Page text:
Weighted averages for spectral descriptors

Based on some of the comments that @b.hackbarth made in the thread about AudioGuide, I decided to whip something up to compare spectral centroid using vanilla averaging (ala fluid.bufstats~) vs applying a weighted average based on the linear amplitude for each entry.

For the sake of simplicity I’ve done all the stats-ing in Max-land, rather than peek~-ing the values back into a buffer~ for fluid.bufstats~ to do its thing.


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I’m just using a kick and snare sound from jongly.aif also for the sake of simplicity.

The results are pretty striking, particularly for the kick example. Without the weighted average, I get a spectral centroid of 3395.637244 Hz and with it I get 2781.255879 Hz.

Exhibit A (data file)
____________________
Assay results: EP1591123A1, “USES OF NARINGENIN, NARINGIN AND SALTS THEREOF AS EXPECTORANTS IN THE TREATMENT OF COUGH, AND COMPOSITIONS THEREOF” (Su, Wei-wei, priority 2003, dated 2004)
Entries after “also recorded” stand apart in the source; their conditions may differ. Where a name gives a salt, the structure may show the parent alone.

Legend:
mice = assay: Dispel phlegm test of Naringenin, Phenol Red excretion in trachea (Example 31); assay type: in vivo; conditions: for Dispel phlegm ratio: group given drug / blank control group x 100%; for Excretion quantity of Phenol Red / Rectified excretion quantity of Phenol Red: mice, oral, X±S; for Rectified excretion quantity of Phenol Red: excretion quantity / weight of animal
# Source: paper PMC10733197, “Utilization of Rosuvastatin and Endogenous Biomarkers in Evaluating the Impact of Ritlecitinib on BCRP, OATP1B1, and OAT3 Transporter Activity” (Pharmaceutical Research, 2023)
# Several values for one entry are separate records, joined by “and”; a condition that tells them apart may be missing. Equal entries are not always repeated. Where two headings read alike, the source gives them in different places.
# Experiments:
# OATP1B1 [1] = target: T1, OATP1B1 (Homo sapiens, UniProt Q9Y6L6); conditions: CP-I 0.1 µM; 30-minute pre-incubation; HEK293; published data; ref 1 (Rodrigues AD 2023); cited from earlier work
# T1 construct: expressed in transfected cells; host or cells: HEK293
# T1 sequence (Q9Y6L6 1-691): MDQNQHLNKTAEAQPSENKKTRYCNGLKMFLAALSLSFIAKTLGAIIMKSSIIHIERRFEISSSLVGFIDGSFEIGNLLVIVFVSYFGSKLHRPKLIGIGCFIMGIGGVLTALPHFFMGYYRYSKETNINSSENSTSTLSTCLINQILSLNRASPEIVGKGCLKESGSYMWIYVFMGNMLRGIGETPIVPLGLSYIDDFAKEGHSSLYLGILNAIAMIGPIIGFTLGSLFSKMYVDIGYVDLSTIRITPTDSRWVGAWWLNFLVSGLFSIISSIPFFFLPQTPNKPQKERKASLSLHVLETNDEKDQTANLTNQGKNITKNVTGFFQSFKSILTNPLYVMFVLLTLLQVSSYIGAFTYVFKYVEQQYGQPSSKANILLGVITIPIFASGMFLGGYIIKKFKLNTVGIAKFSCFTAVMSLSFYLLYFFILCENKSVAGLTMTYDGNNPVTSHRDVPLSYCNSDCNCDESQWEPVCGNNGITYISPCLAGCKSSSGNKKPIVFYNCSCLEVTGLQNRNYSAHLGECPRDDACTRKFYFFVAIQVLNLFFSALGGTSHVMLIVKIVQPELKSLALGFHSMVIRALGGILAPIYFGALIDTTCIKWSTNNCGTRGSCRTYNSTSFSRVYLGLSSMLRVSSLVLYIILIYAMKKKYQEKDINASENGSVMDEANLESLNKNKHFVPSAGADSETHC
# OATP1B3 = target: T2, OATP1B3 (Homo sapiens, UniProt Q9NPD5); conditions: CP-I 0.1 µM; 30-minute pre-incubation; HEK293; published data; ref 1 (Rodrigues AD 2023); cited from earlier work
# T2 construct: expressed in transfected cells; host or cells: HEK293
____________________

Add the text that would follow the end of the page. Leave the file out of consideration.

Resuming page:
I wonder if it would be more accurate to also do the averaging in the log domain for centroid.

Doing this for each channel of the output of fluid.bufspectralshape~ starts to get a bit messy as well, but I wanted to whip up a quick proof of concept for the idea.

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Interface-wise, with the currently implementation it can get a little tricky as I have no idea where this would fit into the workflow.

I suppose it would be interesting to generalize it out, so you can weigh whatever statistics by a specific descriptor (perhaps a @weighting attribute or something). Could also be useful for weighting things by pitch confidence, as @tremblap alluded to, or something funkier like that.